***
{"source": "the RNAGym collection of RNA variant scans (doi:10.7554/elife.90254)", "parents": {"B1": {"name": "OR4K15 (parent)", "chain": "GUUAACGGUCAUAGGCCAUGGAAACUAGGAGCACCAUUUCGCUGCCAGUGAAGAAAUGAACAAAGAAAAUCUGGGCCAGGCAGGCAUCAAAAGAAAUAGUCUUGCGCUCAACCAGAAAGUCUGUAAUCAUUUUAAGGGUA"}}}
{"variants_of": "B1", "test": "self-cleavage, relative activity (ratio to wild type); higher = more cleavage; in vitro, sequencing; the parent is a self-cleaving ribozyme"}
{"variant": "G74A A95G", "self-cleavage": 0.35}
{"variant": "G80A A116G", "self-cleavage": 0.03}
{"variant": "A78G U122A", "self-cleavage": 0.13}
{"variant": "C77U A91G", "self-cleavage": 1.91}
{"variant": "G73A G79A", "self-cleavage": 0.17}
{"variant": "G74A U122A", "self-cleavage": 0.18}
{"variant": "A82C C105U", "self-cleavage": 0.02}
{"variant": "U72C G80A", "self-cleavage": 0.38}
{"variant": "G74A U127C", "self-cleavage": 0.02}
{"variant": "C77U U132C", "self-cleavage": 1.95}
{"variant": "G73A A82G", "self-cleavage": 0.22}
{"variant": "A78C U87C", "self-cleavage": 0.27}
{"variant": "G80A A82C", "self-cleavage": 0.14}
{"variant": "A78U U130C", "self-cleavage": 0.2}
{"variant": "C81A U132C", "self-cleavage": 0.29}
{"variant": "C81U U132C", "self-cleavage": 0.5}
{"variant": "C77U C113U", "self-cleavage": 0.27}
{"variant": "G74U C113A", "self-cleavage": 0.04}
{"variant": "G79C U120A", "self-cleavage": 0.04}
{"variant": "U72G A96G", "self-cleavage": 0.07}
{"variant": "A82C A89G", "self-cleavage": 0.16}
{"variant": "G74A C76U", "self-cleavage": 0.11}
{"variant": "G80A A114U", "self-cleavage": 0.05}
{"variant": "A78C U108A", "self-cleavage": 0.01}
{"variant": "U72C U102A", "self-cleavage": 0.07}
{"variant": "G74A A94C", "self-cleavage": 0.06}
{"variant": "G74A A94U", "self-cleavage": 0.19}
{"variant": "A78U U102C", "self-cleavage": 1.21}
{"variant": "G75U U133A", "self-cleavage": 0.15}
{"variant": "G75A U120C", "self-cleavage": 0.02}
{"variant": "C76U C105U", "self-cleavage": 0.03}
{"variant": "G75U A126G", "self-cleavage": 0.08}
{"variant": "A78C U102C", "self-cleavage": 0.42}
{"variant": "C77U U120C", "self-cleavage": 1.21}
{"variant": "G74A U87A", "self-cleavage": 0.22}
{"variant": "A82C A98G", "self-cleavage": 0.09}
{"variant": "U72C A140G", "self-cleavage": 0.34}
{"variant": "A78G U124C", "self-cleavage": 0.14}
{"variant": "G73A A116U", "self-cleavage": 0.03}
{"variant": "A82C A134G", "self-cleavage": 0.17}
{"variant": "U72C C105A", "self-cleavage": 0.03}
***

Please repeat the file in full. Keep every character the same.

{"source": "the RNAGym collection of RNA variant scans (doi:10.7554/elife.90254)", "parents": {"B1": {"name": "OR4K15 (parent)", "chain": "GUUAACGGUCAUAGGCCAUGGAAACUAGGAGCACCAUUUCGCUGCCAGUGAAGAAAUGAACAAAGAAAAUCUGGGCCAGGCAGGCAUCAAAAGAAAUAGUCUUGCGCUCAACCAGAAAGUCUGUAAUCAUUUUAAGGGUA"}}}
{"variants_of": "B1", "test": "self-cleavage, relative activity (ratio to wild type); higher = more cleavage; in vitro, sequencing; the parent is a self-cleaving ribozyme"}
{"variant": "G74A A95G", "self-cleavage": 0.35}
{"variant": "G80A A116G", "self-cleavage": 0.03}
{"variant": "A78G U122A", "self-cleavage": 0.13}
{"variant": "C77U A91G", "self-cleavage": 1.91}
{"variant": "G73A G79A", "self-cleavage": 0.17}
{"variant": "G74A U122A", "self-cleavage": 0.18}
{"variant": "A82C C105U", "self-cleavage": 0.02}
{"variant": "U72C G80A", "self-cleavage": 0.38}
{"variant": "G74A U127C", "self-cleavage": 0.02}
{"variant": "C77U U132C", "self-cleavage": 1.95}
{"variant": "G73A A82G", "self-cleavage": 0.22}
{"variant": "A78C U87C", "self-cleavage": 0.27}
{"variant": "G80A A82C", "self-cleavage": 0.14}
{"variant": "A78U U130C", "self-cleavage": 0.2}
{"variant": "C81A U132C", "self-cleavage": 0.29}
{"variant": "C81U U132C", "self-cleavage": 0.5}
{"variant": "C77U C113U", "self-cleavage": 0.27}
{"variant": "G74U C113A", "self-cleavage": 0.04}
{"variant": "G79C U120A", "self-cleavage": 0.04}
{"variant": "U72G A96G", "self-cleavage": 0.07}
{"variant": "A82C A89G", "self-cleavage": 0.16}
{"variant": "G74A C76U", "self-cleavage": 0.11}
{"variant": "G80A A114U", "self-cleavage": 0.05}
{"variant": "A78C U108A", "self-cleavage": 0.01}
{"variant": "U72C U102A", "self-cleavage": 0.07}
{"variant": "G74A A94C", "self-cleavage": 0.06}
{"variant": "G74A A94U", "self-cleavage": 0.19}
{"variant": "A78U U102C", "self-cleavage": 1.21}
{"variant": "G75U U133A", "self-cleavage": 0.15}
{"variant": "G75A U120C", "self-cleavage": 0.02}
{"variant": "C76U C105U", "self-cleavage": 0.03}
{"variant": "G75U A126G", "self-cleavage": 0.08}
{"variant": "A78C U102C", "self-cleavage": 0.42}
{"variant": "C77U U120C", "self-cleavage": 1.21}
{"variant": "G74A U87A", "self-cleavage": 0.22}
{"variant": "A82C A98G", "self-cleavage": 0.09}
{"variant": "U72C A140G", "self-cleavage": 0.34}
{"variant": "A78G U124C", "self-cleavage": 0.14}
{"variant": "G73A A116U", "self-cleavage": 0.03}
{"variant": "A82C A134G", "self-cleavage": 0.17}
{"variant": "U72C C105A", "self-cleavage": 0.03}